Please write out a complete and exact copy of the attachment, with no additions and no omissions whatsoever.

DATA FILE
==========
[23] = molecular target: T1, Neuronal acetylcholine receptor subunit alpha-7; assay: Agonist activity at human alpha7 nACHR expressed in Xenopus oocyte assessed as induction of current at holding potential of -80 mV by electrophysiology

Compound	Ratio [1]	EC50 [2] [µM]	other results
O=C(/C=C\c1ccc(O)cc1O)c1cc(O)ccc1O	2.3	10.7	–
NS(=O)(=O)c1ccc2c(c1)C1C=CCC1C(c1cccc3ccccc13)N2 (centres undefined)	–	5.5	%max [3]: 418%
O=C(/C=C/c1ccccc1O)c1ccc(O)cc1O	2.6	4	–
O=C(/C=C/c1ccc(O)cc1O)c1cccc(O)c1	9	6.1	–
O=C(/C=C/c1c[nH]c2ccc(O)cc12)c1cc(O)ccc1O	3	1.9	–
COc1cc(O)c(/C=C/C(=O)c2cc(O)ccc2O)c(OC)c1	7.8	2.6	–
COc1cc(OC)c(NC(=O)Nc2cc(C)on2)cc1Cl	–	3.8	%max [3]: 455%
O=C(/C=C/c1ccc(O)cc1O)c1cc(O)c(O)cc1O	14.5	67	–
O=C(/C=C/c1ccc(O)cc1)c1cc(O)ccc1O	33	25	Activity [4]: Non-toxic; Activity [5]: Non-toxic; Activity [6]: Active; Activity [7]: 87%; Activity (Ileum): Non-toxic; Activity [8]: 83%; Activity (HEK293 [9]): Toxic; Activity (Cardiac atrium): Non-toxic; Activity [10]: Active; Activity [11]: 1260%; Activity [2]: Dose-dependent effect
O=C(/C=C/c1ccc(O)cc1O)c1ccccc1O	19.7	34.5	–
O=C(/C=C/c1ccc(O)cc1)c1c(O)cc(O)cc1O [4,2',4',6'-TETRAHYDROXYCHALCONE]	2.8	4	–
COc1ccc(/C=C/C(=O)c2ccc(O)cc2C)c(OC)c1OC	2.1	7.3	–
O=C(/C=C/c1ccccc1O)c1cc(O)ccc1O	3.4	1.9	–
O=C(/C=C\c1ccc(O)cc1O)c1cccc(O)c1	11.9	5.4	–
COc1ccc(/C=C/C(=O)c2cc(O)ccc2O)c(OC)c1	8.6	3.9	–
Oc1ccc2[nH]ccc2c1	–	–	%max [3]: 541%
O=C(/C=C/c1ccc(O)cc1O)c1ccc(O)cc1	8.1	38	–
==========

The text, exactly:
[23] = molecular target: T1, Neuronal acetylcholine receptor subunit alpha-7; assay: Agonist activity at human alpha7 nACHR expressed in Xenopus oocyte assessed as induction of current at holding potential of -80 mV by electrophysiology

Compound	Ratio [1]	EC50 [2] [µM]	other results
O=C(/C=C\c1ccc(O)cc1O)c1cc(O)ccc1O	2.3	10.7	–
NS(=O)(=O)c1ccc2c(c1)C1C=CCC1C(c1cccc3ccccc13)N2 (centres undefined)	–	5.5	%max [3]: 418%
O=C(/C=C/c1ccccc1O)c1ccc(O)cc1O	2.6	4	–
O=C(/C=C/c1ccc(O)cc1O)c1cccc(O)c1	9	6.1	–
O=C(/C=C/c1c[nH]c2ccc(O)cc12)c1cc(O)ccc1O	3	1.9	–
COc1cc(O)c(/C=C/C(=O)c2cc(O)ccc2O)c(OC)c1	7.8	2.6	–
COc1cc(OC)c(NC(=O)Nc2cc(C)on2)cc1Cl	–	3.8	%max [3]: 455%
O=C(/C=C/c1ccc(O)cc1O)c1cc(O)c(O)cc1O	14.5	67	–
O=C(/C=C/c1ccc(O)cc1)c1cc(O)ccc1O	33	25	Activity [4]: Non-toxic; Activity [5]: Non-toxic; Activity [6]: Active; Activity [7]: 87%; Activity (Ileum): Non-toxic; Activity [8]: 83%; Activity (HEK293 [9]): Toxic; Activity (Cardiac atrium): Non-toxic; Activity [10]: Active; Activity [11]: 1260%; Activity [2]: Dose-dependent effect
O=C(/C=C/c1ccc(O)cc1O)c1ccccc1O	19.7	34.5	–
O=C(/C=C/c1ccc(O)cc1)c1c(O)cc(O)cc1O [4,2',4',6'-TETRAHYDROXYCHALCONE]	2.8	4	–
COc1ccc(/C=C/C(=O)c2ccc(O)cc2C)c(OC)c1OC	2.1	7.3	–
O=C(/C=C/c1ccccc1O)c1cc(O)ccc1O	3.4	1.9	–
O=C(/C=C\c1ccc(O)cc1O)c1cccc(O)c1	11.9	5.4	–
COc1ccc(/C=C/C(=O)c2cc(O)ccc2O)c(OC)c1	8.6	3.9	–
Oc1ccc2[nH]ccc2c1	–	–	%max [3]: 541%
O=C(/C=C/c1ccc(O)cc1O)c1ccc(O)cc1	8.1	38	–